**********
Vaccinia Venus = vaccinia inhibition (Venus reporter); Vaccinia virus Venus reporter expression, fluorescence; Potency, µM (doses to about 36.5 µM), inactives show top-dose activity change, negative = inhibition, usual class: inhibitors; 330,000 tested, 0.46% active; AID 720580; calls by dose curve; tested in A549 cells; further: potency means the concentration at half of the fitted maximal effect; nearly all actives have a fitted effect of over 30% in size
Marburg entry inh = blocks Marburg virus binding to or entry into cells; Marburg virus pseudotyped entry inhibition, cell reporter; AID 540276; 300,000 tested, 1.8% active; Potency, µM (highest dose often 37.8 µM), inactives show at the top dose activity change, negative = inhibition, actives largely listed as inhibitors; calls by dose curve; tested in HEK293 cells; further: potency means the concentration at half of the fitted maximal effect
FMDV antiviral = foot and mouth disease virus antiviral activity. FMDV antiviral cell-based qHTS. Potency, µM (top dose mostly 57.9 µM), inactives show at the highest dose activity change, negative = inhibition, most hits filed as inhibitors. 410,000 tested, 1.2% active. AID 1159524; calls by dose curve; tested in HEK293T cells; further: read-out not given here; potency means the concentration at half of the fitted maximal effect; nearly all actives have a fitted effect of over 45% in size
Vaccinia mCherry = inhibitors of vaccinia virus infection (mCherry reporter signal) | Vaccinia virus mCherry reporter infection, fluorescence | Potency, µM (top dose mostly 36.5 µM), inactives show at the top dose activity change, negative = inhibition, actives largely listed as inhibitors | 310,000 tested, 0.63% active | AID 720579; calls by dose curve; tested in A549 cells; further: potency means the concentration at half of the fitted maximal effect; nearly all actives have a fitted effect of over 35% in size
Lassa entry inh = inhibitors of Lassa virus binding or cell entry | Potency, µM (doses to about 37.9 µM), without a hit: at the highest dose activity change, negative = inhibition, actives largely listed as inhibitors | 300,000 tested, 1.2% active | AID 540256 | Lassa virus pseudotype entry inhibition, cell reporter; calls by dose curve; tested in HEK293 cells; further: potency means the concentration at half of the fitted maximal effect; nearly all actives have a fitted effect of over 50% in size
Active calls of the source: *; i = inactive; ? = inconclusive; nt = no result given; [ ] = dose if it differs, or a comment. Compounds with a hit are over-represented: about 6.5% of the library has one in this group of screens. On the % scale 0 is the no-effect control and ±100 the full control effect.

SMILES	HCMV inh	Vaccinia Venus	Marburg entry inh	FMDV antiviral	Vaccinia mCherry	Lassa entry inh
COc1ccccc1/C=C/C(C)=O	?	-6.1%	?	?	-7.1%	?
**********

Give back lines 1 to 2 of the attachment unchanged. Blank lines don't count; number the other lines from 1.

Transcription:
Vaccinia Venus = vaccinia inhibition (Venus reporter); Vaccinia virus Venus reporter expression, fluorescence; Potency, µM (doses to about 36.5 µM), inactives show top-dose activity change, negative = inhibition, usual class: inhibitors; 330,000 tested, 0.46% active; AID 720580; calls by dose curve; tested in A549 cells; further: potency means the concentration at half of the fitted maximal effect; nearly all actives have a fitted effect of over 30% in size
Marburg entry inh = blocks Marburg virus binding to or entry into cells; Marburg virus pseudotyped entry inhibition, cell reporter; AID 540276; 300,000 tested, 1.8% active; Potency, µM (highest dose often 37.8 µM), inactives show at the top dose activity change, negative = inhibition, actives largely listed as inhibitors; calls by dose curve; tested in HEK293 cells; further: potency means the concentration at half of the fitted maximal effect